It’s time to go old school in education.
Enough with the endless torrents of education reform and the modern obsession with infusing technology into every facet of the learning experience. Enough dumbing down of the curriculum, tolerating egregious student behavior, and politicizing the curriculum of the classroom. Enough self-censorship of America’s teachers and administrators who know deep down (but are often afraid to say out loud) their students are graduating with a depleted battery of skills and knowledge that would have been unrecognizable and unacceptable a generation ago.
Going “old school” is much more than a cranky trope or cantankerous canard extolling the “good old days” when kids worked hard and had respect for their elders. Going old school means recognizing that the solution to many of our problems does not require more money, more innovation, or elite schools of education promoting vogue (and usually leftist) notions of instruction and curriculum. It’s time to bring back pencils and paper, teachers who lecture rather than largely facilitate class projects and online activities, discipline policies that actually discipline, and, most of all, adults who are ready to be in charge of the children they are educating.
While the headlines about education these days are often centered around the razzmatazz of critical race theory and the 1619 Project, the controversies of transgender bathrooms and sports, and the conferences of Moms for Liberty, they pale in comparison to the real crises in American education. These topics certainly make for flashy television spots and viral op-eds, but the hardship for most teachers is rooted in a more banal reality: We ask little of our students and in return get even less from them. Many are borderline illiterate, can’t pull themselves away from their devices, and their attendance is spotty at best.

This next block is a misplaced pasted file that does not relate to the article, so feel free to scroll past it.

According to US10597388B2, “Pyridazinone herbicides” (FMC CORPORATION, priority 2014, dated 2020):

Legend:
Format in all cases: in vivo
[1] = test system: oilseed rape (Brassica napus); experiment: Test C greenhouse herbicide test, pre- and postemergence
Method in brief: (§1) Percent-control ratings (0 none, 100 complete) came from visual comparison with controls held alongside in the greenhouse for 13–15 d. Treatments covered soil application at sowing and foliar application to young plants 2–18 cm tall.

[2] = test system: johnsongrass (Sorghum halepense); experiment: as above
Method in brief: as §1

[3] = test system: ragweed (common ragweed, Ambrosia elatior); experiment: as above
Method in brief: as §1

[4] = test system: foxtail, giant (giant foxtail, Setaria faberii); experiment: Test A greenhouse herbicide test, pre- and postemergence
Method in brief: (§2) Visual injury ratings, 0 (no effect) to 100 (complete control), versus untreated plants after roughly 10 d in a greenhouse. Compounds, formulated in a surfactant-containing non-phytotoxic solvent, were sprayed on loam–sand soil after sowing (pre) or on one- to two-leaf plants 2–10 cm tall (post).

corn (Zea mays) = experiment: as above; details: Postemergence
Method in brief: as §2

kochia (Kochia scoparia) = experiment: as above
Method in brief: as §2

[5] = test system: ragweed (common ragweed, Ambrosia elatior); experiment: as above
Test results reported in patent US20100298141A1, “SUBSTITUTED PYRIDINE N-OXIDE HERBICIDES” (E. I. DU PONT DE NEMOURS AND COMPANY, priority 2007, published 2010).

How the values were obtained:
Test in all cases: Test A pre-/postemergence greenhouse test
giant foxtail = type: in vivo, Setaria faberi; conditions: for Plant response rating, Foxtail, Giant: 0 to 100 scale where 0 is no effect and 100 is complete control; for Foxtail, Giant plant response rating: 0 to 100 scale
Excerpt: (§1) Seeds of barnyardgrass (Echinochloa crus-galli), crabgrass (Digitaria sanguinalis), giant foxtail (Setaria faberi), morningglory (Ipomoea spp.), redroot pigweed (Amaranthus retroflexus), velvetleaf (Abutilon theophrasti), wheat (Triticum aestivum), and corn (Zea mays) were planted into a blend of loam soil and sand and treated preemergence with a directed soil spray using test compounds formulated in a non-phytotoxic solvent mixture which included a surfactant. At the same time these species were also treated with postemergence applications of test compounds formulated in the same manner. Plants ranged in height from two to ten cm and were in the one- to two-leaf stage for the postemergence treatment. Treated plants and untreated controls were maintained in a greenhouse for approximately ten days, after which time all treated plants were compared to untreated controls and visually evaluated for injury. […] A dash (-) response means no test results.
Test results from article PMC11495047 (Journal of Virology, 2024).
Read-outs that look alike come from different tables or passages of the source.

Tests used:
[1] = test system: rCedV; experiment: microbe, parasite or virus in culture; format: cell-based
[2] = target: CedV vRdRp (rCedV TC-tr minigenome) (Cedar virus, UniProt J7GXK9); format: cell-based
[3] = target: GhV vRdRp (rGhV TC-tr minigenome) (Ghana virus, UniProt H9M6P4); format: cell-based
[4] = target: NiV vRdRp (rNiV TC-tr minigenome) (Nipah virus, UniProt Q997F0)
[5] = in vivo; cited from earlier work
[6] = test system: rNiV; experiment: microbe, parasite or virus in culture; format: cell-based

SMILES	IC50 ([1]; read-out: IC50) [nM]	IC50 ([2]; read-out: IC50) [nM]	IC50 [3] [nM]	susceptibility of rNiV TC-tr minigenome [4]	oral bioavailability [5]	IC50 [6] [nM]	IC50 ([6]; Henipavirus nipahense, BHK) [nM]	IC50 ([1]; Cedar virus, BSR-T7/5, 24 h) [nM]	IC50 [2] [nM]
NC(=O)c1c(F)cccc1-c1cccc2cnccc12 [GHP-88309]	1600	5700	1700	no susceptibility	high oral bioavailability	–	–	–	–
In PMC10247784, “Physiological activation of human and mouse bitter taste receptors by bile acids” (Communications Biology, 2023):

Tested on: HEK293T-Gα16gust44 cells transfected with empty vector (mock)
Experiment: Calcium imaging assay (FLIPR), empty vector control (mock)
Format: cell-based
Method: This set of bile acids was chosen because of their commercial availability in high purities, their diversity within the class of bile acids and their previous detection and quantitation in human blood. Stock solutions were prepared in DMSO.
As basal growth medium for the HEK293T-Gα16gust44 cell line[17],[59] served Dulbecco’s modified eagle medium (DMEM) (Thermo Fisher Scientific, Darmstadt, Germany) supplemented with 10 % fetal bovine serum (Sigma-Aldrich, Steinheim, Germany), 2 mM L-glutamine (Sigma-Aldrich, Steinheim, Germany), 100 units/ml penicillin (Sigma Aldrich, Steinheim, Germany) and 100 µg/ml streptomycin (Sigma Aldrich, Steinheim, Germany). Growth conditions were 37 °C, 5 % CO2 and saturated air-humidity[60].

A Terrible Reckoning
Three years after locking down our schools, we are now reckoning with one immutable and terrible truth: Our students are now fundamentally different, many of them broken in ways we are only beginning to understand. Half of our students now utter sentiments like, “I do not enjoy my life,” or, “My life is not useful.” Every week a new headline seems to blast the unique misery of our young people. A recent Harvard study confirmed that today’s students are the most miserable generation in every category of well-being, even physical and mental health.
If outsiders to the world of education doubt that modern students are often denizens of dysfunction, consider the topics of the various trainings I, and the teachers in my district, am required to complete this summer before this school year begins: grooming, bullying, cyberbullying, discrimination awareness, human trafficking, students experiencing homelessness, and youth suicide, among others. Just a few decades ago, when I began my teaching career, trainings were oriented around prosaic topics like, “How to be a better teacher.” How things have changed.
While the emotional turmoil of our children began well before Covid-19, the academic catastrophe is just now coming to light. The avalanche of bad news about American education in a post-pandemic world is like a raging spigot refusing to be turned off. In American schools that stayed closed longer than other developed countries, the damage was colossal, wiping out all the progress that had been made since 1980 and causing the largest declines ever recorded in certain subjects and grade levels such as math for fourth and eighth graders. Knowledge of American civics and history continues to fall, with only 13 percent of the nation’s test-takers scoring proficient on the National Assessment of Education Progress exam.